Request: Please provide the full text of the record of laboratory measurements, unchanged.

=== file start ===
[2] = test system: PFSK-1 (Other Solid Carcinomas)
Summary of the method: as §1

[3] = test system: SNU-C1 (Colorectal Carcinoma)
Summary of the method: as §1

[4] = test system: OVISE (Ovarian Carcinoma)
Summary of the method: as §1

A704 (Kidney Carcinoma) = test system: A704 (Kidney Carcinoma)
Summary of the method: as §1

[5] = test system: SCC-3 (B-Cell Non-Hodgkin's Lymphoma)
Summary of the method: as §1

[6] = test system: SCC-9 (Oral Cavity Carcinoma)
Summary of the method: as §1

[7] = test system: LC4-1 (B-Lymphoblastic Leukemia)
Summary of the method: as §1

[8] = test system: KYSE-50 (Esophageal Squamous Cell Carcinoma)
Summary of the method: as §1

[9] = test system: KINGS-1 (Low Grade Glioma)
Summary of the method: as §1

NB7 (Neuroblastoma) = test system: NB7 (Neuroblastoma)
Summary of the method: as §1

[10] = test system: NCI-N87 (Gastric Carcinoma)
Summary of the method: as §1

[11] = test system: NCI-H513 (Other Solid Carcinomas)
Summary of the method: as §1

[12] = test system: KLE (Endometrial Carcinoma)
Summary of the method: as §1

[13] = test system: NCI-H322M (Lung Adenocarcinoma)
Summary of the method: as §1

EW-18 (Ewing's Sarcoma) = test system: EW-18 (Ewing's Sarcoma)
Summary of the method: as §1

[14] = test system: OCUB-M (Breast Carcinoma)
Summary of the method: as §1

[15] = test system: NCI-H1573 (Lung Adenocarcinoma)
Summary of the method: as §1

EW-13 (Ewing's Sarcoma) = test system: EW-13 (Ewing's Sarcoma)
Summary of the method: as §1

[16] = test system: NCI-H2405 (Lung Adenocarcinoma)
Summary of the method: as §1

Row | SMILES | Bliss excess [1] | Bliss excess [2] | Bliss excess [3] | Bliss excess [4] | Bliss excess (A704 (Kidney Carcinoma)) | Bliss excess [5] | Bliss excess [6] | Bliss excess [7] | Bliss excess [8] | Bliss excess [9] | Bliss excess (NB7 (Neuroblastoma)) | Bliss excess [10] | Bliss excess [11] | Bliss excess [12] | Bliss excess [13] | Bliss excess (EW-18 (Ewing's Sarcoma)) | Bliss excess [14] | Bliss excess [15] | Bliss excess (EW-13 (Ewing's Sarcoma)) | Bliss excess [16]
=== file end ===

[2] = test system: PFSK-1 (Other Solid Carcinomas)
Summary of the method: as §1

[3] = test system: SNU-C1 (Colorectal Carcinoma)
Summary of the method: as §1

[4] = test system: OVISE (Ovarian Carcinoma)
Summary of the method: as §1

A704 (Kidney Carcinoma) = test system: A704 (Kidney Carcinoma)
Summary of the method: as §1

[5] = test system: SCC-3 (B-Cell Non-Hodgkin's Lymphoma)
Summary of the method: as §1

[6] = test system: SCC-9 (Oral Cavity Carcinoma)
Summary of the method: as §1

[7] = test system: LC4-1 (B-Lymphoblastic Leukemia)
Summary of the method: as §1

[8] = test system: KYSE-50 (Esophageal Squamous Cell Carcinoma)
Summary of the method: as §1

[9] = test system: KINGS-1 (Low Grade Glioma)
Summary of the method: as §1

NB7 (Neuroblastoma) = test system: NB7 (Neuroblastoma)
Summary of the method: as §1

[10] = test system: NCI-N87 (Gastric Carcinoma)
Summary of the method: as §1

[11] = test system: NCI-H513 (Other Solid Carcinomas)
Summary of the method: as §1

[12] = test system: KLE (Endometrial Carcinoma)
Summary of the method: as §1

[13] = test system: NCI-H322M (Lung Adenocarcinoma)
Summary of the method: as §1

EW-18 (Ewing's Sarcoma) = test system: EW-18 (Ewing's Sarcoma)
Summary of the method: as §1

[14] = test system: OCUB-M (Breast Carcinoma)
Summary of the method: as §1

[15] = test system: NCI-H1573 (Lung Adenocarcinoma)
Summary of the method: as §1

EW-13 (Ewing's Sarcoma) = test system: EW-13 (Ewing's Sarcoma)
Summary of the method: as §1

[16] = test system: NCI-H2405 (Lung Adenocarcinoma)
Summary of the method: as §1

Row | SMILES | Bliss excess [1] | Bliss excess [2] | Bliss excess [3] | Bliss excess [4] | Bliss excess (A704 (Kidney Carcinoma)) | Bliss excess [5] | Bliss excess [6] | Bliss excess [7] | Bliss excess [8] | Bliss excess [9] | Bliss excess (NB7 (Neuroblastoma)) | Bliss excess [10] | Bliss excess [11] | Bliss excess [12] | Bliss excess [13] | Bliss excess (EW-18 (Ewing's Sarcoma)) | Bliss excess [14] | Bliss excess [15] | Bliss excess (EW-13 (Ewing's Sarcoma)) | Bliss excess [16]